YANGON—The proportion of lawmakers elected to the national and subnational legislatures who are women increased in Myanmar’s Nov. 8 general election compared to the 2015 poll, the Union Election Commission (UEC)’s election results show.
Women accounted for 17 percent of lawmakers and ethnic affairs ministers elected to the Union and regional parliaments this year, according to local civil society organization Phan Tee Eain (Creative Home).
Of 1,117 seats, women won 194—25 in the Upper House, 53 in the Lower House and 116 in the state and regional parliaments—an increase of 4 percent from 2015, Phan Tee Eain director Daw Khin Lay Nge told The Irrawaddy.
In the 2015 general election, women secured 152 of 1,150 seats up for grabs.
“It is good to see qualified women entering the parliaments, slowly and steadily. But I wish the rate were faster. Because it is just a 4-percent increase after five years. Nonetheless, I welcome it and am satisfied that the number increased, and did not drop,” Daw Khin Lay Nge said.
According to Phan Tee Eain, not only has there been an increase in the number of women elected, but those women also tend to be younger and more educated than in the past.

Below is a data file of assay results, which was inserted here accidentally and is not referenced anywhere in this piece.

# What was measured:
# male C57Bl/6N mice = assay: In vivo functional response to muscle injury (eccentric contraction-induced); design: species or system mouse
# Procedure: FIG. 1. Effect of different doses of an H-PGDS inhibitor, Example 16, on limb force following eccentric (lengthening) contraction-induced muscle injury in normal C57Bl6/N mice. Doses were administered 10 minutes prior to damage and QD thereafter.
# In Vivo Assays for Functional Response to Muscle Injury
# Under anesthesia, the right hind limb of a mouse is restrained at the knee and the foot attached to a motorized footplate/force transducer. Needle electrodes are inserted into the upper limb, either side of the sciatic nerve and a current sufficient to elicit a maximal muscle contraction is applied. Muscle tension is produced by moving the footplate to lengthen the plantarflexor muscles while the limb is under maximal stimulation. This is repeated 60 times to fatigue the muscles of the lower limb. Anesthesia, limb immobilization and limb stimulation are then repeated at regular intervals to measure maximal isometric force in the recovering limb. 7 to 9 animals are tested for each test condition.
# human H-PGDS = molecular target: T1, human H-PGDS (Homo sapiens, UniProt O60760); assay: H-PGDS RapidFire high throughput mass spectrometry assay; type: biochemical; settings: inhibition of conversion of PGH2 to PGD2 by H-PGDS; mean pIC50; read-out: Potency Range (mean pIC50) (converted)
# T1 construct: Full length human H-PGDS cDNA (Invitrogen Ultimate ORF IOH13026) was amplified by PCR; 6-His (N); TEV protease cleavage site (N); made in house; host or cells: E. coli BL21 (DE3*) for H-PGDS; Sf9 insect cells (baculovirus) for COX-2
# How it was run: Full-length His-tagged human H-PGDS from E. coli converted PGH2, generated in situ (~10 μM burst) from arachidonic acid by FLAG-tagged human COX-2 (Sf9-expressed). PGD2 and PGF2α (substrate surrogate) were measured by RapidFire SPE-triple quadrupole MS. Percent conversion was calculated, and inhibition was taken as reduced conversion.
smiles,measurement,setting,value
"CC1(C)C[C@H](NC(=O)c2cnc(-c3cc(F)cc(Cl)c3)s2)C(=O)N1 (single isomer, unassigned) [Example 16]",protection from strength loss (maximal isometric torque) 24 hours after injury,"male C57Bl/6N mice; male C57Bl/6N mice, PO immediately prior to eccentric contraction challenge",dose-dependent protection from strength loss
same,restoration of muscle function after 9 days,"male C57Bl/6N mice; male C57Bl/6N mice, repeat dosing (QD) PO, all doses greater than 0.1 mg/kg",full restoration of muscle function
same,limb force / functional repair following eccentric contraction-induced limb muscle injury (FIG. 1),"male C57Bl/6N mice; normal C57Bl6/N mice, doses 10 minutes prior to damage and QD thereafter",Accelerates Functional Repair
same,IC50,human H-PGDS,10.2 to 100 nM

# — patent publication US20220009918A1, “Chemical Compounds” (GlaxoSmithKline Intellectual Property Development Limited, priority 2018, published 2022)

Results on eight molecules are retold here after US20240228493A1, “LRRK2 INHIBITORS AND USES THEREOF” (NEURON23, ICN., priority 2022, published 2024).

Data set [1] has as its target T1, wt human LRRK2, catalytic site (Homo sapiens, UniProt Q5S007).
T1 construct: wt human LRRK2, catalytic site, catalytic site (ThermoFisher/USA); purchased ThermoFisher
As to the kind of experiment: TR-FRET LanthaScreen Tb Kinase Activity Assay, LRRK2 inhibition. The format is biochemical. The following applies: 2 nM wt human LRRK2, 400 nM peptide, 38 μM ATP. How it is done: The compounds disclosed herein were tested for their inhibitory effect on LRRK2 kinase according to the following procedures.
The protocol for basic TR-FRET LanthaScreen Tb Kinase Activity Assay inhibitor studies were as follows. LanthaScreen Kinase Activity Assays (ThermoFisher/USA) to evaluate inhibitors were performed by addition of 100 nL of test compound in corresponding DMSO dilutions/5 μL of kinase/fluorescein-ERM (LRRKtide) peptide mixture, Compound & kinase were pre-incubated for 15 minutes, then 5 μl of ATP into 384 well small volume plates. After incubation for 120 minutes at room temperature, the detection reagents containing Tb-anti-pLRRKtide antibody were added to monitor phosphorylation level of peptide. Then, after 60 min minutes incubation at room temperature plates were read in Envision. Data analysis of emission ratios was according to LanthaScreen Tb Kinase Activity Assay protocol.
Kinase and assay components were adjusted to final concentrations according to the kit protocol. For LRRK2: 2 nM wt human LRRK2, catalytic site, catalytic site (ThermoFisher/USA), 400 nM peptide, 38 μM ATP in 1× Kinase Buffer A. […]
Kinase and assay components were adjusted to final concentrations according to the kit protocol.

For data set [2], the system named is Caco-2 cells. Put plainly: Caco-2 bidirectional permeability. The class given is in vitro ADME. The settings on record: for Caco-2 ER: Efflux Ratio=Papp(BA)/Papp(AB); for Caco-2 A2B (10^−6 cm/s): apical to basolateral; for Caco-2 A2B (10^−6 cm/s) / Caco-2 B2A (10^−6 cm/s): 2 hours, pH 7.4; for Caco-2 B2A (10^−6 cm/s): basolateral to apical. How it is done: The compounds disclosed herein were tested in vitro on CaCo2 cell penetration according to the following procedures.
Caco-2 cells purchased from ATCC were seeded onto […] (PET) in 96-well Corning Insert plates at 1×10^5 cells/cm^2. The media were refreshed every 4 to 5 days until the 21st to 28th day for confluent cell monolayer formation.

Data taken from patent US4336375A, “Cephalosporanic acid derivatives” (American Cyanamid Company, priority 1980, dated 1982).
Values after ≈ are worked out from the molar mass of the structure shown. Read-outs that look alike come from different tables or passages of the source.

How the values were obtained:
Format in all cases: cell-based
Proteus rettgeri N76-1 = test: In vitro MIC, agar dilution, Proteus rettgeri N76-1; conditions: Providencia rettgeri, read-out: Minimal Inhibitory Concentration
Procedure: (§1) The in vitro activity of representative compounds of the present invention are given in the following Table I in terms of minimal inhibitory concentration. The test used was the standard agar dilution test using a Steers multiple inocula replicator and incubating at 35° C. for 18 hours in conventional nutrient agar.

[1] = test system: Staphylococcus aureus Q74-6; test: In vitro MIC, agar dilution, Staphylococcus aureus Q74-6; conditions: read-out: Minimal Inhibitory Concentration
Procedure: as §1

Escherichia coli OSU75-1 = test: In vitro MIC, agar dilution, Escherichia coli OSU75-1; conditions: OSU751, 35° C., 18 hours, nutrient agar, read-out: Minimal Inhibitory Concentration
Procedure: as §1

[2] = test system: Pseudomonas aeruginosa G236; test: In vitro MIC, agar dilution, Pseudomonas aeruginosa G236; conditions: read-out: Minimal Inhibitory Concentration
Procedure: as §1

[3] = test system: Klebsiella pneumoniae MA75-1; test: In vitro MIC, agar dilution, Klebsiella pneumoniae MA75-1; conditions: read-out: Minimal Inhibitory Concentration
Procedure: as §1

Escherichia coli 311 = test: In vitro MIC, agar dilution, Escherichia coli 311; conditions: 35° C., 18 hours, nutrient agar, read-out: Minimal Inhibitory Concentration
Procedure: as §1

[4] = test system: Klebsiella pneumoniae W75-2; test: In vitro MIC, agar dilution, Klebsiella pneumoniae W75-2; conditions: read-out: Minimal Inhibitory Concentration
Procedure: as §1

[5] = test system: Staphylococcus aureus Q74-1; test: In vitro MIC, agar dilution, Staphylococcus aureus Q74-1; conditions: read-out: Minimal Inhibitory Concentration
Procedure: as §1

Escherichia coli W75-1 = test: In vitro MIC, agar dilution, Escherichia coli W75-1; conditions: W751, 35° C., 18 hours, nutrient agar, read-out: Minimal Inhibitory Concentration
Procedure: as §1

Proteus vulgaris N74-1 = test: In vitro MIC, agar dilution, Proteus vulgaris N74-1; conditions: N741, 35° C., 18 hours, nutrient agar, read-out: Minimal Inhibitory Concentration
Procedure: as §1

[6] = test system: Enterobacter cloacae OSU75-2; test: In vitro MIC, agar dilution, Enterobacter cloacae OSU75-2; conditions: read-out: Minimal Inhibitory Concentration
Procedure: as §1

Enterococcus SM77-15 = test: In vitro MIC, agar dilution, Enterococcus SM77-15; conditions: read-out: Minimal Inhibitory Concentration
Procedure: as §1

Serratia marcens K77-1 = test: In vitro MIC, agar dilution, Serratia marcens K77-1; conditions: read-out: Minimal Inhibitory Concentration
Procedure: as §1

Daw Khin Lay Nge said she expected the incoming crop of female lawmakers to be hard workers, as dozens of them are from civil society organizations and activists in their respective regions.
According to data from Election & Democracy, an organization publishing electoral data, the proportion of women elected to state/regional parliaments this year was 18 percent, an increase of 6 percentage points from the 2015 poll.
There will also be women lawmakers in the Kayah State parliament for the first time since 2010.
However, Myanmar still has the lowest proportion of female lawmakers in ASEAN.
In Myanmar, women account for 51 percent of the national population; 19 million of the 37 million people who were eligible to vote in the 2020 general election were women.
Translated from Burmese by Thet Ko Ko
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